Sapelo Island | Darien, Georgia
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Sapelo Island is a state-protected island located in McIntosh County, Georgia. The island is only reachable by boat, with the primary ferry coming from the Sapelo Island Visitors Center in McIntosh County, Georgia, a 17-mile, 20-minute trip.
Approximately 97 percent of the island is owned by the State of Georgia and is managed by the Georgia Department of Natural Resources; the remaining is under private ownership. The western border of Sapelo is the Sapelo Island National Estuarine Research Reserve, which is part of NOAA’s National Estuarine Research Reserve system. The University of Georgia Marine Institute, which is focused on research and education, is located on 1,500 acres on the south end of the island. The Reynold’s Mansion, a Georgia State Park, also lies on the south end of the island. Visitors to the island must be a part of an organized tour or guests of residents on the island.
The community of Hog Hammock includes a general store, bar, and other small businesses. There are two active churches in the town. Most inhabitants of the town are African Americans, part of the Gullah or Geechee community, and have been living on the island for generations. The residents must bring over all supplies from the mainland or purchase them in the small store on the island. The children of Hog Hammock take the ferry to the mainland and take a bus to school, as its own school closed in 1978.
Visiting the Island
There are many ways to access Sapelo Island. The Georgia Department of Natural Resources (DNR) offers tours several days a week. These can be booked through the Sapelo Island Visitors Center. Additionally, many island residents offer private tours which can often be customized to fit the interests of individual tourists. Information about these private tours can also be obtained from the Sapelo Island Visitors Center. A state campground is also available to groups of 15-25 people on Cabretta Island (adjacent to Sapelo Island). Many residents in Hog Hammock also offer camping, bed and breakfast accommodations, and bike rentals. There are a couple of restaurants on the island, but one should arrange meals ahead of time as they operate on an “at will” schedule. Lastly, the DNR offers an upscale group accommodation and conference center, the R. J. Reynolds Mansion, which is available to groups of 16-29 adults. Information about all of these camping, lodging and dining options can be obtained from the Sapelo Island Visitors Center. Visitors can get to the island by boat or by taking the Sapelo Island Ferry, which leaves from a dock near the visitors center
Sapelo Island is speculated to be the site of San Miguel de Gualdape, the short-lived first European settlement in the present-day United States.
During the 17th century, Sapelo Island was part of the Guale missionary province of Spanish Florida. After 1680, several missions were merged and relocated to the island under the mission Santa Catalina de Guale.
In the early 1800s, Thomas Spalding, a future Georgia Senator and U.S. Representative, bought the island and developed it into a plantation, selling live oak for shipbuilding, introduced irrigation ditches, and cultivated Sea Island Cotton, corn, and sugar cane. Spalding brought 400 slaves to the island from West Africa and the West Indies to work the plantation and build what would become the Spalding Mansion.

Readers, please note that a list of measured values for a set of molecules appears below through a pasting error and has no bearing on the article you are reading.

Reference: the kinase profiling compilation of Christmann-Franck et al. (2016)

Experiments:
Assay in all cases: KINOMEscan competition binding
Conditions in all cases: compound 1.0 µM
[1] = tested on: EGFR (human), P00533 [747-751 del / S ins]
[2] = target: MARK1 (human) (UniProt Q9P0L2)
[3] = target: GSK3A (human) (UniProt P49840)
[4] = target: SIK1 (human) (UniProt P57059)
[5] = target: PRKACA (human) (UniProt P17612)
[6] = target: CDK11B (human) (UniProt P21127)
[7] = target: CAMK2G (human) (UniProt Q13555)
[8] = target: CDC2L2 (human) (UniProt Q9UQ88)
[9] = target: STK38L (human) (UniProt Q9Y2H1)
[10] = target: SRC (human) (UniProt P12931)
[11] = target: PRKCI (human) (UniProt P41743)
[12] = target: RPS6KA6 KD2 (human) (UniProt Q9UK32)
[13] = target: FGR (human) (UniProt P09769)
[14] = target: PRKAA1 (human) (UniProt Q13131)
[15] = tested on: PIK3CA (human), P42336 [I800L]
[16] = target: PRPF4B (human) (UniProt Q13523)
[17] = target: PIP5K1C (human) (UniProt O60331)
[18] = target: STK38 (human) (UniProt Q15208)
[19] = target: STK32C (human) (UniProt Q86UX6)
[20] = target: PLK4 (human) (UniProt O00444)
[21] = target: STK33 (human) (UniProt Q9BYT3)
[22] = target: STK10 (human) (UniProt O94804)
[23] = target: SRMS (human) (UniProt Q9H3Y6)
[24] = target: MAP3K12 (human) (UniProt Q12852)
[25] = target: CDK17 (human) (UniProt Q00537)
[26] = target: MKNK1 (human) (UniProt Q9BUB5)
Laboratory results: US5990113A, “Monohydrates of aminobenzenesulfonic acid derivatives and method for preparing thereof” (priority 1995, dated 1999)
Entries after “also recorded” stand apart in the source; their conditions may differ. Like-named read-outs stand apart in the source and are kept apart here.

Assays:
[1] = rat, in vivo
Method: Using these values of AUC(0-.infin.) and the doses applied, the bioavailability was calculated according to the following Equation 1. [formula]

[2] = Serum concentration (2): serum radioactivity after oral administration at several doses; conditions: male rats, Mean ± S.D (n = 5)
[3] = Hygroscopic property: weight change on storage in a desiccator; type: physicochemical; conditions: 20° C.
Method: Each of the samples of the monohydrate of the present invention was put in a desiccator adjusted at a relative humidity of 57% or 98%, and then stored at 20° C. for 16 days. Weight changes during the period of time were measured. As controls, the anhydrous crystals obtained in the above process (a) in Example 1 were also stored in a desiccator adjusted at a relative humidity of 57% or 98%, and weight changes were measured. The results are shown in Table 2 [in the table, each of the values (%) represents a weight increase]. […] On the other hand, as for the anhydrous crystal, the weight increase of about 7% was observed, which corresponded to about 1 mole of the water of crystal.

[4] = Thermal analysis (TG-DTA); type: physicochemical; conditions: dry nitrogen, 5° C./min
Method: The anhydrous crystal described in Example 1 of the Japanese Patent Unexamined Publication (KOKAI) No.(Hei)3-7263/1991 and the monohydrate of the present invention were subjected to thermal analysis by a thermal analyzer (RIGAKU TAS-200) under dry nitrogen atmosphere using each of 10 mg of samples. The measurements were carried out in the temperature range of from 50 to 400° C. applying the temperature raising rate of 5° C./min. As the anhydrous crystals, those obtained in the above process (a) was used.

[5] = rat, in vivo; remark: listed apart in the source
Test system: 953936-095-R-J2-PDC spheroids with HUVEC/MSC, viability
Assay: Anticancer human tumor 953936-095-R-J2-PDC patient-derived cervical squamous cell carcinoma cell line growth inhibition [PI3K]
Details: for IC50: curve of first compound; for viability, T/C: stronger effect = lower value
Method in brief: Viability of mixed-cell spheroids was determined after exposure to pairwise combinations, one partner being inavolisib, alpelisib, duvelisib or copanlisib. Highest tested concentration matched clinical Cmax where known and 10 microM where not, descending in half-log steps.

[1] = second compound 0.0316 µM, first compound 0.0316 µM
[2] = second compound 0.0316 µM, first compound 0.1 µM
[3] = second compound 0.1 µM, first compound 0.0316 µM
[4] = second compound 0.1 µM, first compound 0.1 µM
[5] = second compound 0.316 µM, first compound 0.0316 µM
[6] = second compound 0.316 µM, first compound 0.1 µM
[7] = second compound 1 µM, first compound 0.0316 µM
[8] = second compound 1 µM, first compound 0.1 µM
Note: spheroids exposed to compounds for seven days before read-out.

In 1820, a Winslow Lewis brick lighthouse was built on the island. Although it remained dark for over 90 years, it was rebuilt and relit in 1998.
Spalding opposed the abolishment of slavery and died in 1851 on his way back from a convention to assert Georgia’s position on the matter. When freed, the former slaves established several settlements on the island, the last remaining is Hog Hammock with approximately 70 remaining land owners. During the Civil War, the Spalding home was vandalized heavily and lay in ruins.
By the early 20th century the International Road Races were attracting notables from the motor world to Savannah. One attendee was Howard E. Coffin, founder of the Hudson Motor Company in Detroit. Coffin purchased all of the island, save for the land owned by the former slaves, for $150,000 in 1912. Like Spalding, the Coffins embarked on numerous projects. Miles of shell-covered roads were laid, creeks were bridged, old fields were cultivated, and large tracts were set aside for cattle grazing. The Coffins also renovated and enlarged the Spalding house, creating an island paradise unsurpassed on the coast. Former presidents Calvin Coolidge and Herbert Hoover as well as aviator Charles Lindbergh were guests in the home. R. J. Reynolds, Jr., of R. J. Reynolds Tobacco, bought Sapelo during the Great Depression in 1933 and continued the tradition of agricultural experimentation of the previous owners. The Reynolds used the island as a part-time residence for three decades, consolidating the islands’ African-American residents into Hog Hammock and establishing the basis for the university research facilities. In 1965, Reynold’s widow sold their stake to the state of Georgia and the mansion takes its name from its final private owner.
Tagged with: Barrier Islands in Georgia
Georgia Barrier Islands Photos
Photographs of 16 major barrier islands along the Georgia Coast with brief descriptions. Photos are arranged in geographical order north to south. For more detailed information on each island see Barrier Islands In Georgia and the Georgia Barrier Islands Map.